The LWF Blog
Passive fire protection for Building Professionals – Part 16May 7, 2020 10:33 am
In LWFs blog series on passive fire protection for building professionals and contractors and those with an interest in structural fire protection issues, we aim to give an overview of the important role passive protection plays in the overall fire safety provision of a building. In part 15, LWF began to discuss the fire resistance of walls and ceilings. In part 16, we will continue from that point.
Flexible wall construction offers many advantages in terms of cost and adaptability for a building, but requires considerably more thought when it comes to passive fire protection. Simple wooden studs lined with plasterboard were previously thought to be sufficient to offer 30-minute fire resistance, however, in reality, there are few fire tests to back up this theory and the vast majority of testing undertaken may have included infilling cavities with mineral wool or similar materials.
It is also important to ensure the builder is well-informed about framing and jointing systems for flexible wall construction. A lack of information on the standards required to meet fire protection standards can lead to a flexible walling system not being fit for purpose or able to withstand the effects of a fire for 30 minutes.
In order to ensure that a flexible walled construction is able to function as a part of the passive fire protection provision in a building, the materials used should be chosen carefully and the installation completed to a high standard.
The materials used for flexible walling systems must be accredited to the correct British Standard depending on whether they are load-bearing nor not. The differences for testing purposes are detailed in BS 476 part 2022 (https://shop.bsigroup.com/ProductDetail/?pid=000000000030296639).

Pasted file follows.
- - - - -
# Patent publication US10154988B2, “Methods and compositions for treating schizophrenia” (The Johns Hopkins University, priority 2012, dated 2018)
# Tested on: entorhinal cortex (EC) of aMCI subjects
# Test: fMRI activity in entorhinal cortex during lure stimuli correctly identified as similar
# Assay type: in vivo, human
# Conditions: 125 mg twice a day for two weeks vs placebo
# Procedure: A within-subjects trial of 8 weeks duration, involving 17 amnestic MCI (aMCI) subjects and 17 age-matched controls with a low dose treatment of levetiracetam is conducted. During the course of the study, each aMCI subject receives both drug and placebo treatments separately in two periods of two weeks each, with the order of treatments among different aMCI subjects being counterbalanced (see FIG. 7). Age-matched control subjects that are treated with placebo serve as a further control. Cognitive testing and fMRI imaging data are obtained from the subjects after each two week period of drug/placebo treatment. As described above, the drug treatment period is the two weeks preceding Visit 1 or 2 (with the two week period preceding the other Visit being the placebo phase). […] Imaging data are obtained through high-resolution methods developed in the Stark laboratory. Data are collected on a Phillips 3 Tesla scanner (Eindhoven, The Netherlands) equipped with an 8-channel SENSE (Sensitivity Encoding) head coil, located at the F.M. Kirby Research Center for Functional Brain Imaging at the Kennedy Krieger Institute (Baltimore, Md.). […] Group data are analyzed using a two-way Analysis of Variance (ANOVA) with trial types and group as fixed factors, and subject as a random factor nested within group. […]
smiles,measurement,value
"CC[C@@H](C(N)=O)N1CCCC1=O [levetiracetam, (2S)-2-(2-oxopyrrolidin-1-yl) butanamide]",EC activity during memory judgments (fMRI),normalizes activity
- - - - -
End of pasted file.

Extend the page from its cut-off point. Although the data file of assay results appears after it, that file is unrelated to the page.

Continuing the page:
A common mistake made by construction professionals is to be unaware that some products required to seal penetrations and linear gaps (i.e. surrounding doors) are specifically designed and tested as being fire-rated for use in masonry construction, but would be inappropriate and ineffective for use in a flexible wall system.
In summary, the passive fire protection products used in flexible walling systems by installers should be able to afford appropriate levels of fire protection and to offer an adequate level of protection when services are responsibly installed into the substrate.
In part 17 of this series, LWF will look at how the natural path of a fire once ignited will travel and how this should be addressed in terms of passive fire protection and construction. In the meantime, if you have any queries about your own facilities or wish to discuss this blog series, please contact LWF on freephone 0800 410 1130.
Lawrence Webster Forrest is a fire engineering consultancy based in Surrey with over 25 years’ experience, which provides a wide range of consultancy services to professionals involved in the design, development and construction and operation of buildings.
While care has been taken to ensure that information contained in LWF’s publications is true and correct at the time of publication, changes in circumstances after the time of publication may impact on the accuracy of this information.